As a business, you really shouldn’t be using a personal email address. As a client, which email address would you see as most professional?
firstname.lastname@example.org or clare@email@example.com
It’s about perception and following through with your brand. If your website is built on the domain claresflowers.co.uk then that should be part of your email address to. It’s more professional, a “real” business.
Your email address – The next decision is to look at the first part of your email address. This is most commonly info, but, it’s one of the worst you can choose. Why? Well, it’s the first one spam email will try (remember I said it was the most common). It’s also not very personal. The best choice, in my opinion, would be your first name i.e. firstname.lastname@example.org. But it doesn’t have to be it can be all sorts of things such
When is the best time to reply to emails? ASAP after you receive it. Think about it… if a client sends you an email enquiry, it is at that moment that they’re thinking about the product or service you offer. If you can get back to them straight away, even if it is to say, “hi, I got your email, let me take a look at your enquiry and I’ll get back to you with a proper reply a little later”, it’s going to boost their impression of you.
You could have a little autoresponder that does this for you, but a personal reply is always best.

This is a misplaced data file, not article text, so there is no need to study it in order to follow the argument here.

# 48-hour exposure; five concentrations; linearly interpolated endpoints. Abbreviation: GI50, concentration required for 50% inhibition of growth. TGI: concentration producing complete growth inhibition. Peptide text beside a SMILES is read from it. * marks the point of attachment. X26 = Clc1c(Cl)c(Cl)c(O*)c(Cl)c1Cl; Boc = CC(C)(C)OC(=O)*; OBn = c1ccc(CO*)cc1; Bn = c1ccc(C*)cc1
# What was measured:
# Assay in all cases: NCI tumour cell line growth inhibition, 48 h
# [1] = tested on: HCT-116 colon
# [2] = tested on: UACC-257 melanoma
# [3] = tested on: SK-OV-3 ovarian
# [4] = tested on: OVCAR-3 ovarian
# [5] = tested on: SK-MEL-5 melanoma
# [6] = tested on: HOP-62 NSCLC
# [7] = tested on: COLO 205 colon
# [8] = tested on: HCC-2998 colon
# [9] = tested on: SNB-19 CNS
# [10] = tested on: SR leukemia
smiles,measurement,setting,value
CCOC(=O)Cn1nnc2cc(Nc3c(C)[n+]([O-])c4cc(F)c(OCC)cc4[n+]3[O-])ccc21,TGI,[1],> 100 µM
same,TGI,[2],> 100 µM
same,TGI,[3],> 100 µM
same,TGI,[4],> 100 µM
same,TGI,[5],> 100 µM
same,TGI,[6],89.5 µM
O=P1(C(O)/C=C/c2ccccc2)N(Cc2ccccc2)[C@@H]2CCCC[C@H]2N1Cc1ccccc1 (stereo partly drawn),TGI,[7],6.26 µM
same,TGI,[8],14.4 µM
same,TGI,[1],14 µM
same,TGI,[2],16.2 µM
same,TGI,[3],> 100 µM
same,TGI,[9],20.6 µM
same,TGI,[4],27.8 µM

Experiment with your email replies. Over the years, I’ve found that a template reply that works well for months, but can deteriorate re how well it works
Set up an auto signature for your email. You know, one of those like you see at the bottom of emails from big companies with a
Let’s look at the way email works. It used to be that almost all email accounts were what’s known as POP (Post Office Protocol if you were wondering). But that’s been superseded by IMAP (Internet Message Access Protocol (catchy name!). The big difference is that IMAP leaves your messages on a server and you access them from there. This is great as most people now have multiple devices on which they access their email. The old POP system used to download the messages to the device, meaning if you checked your email on your desktop, laptop and phone, you’d have to open/move/delete on each. With IMAP, because the email sits on the server, all devices show what you’ve done with the email.
The drawback to this is people don’t download their email to their device and so can rapidly fill their email quota on the server and their email will stop working. Also check your settings on your devices as quite often the junk and trash mailboxes are set to never, or after a month to delete messages in those folders.
Hopefully, your email account provider has also given you direct access to where your email is located on the server. It’s worthwhile logging in once in a while
I find the best solution is to have my email accounts split down to various folders. I have one for enquiries and then one for each client (as I’m working with them) and
This also means the email is stored on your desktop/laptop (which
Email is an often overlooked part of the way we do
Well, that’s it until next week.
If you have anything you’d like me to explain in a blog, drop me an email.
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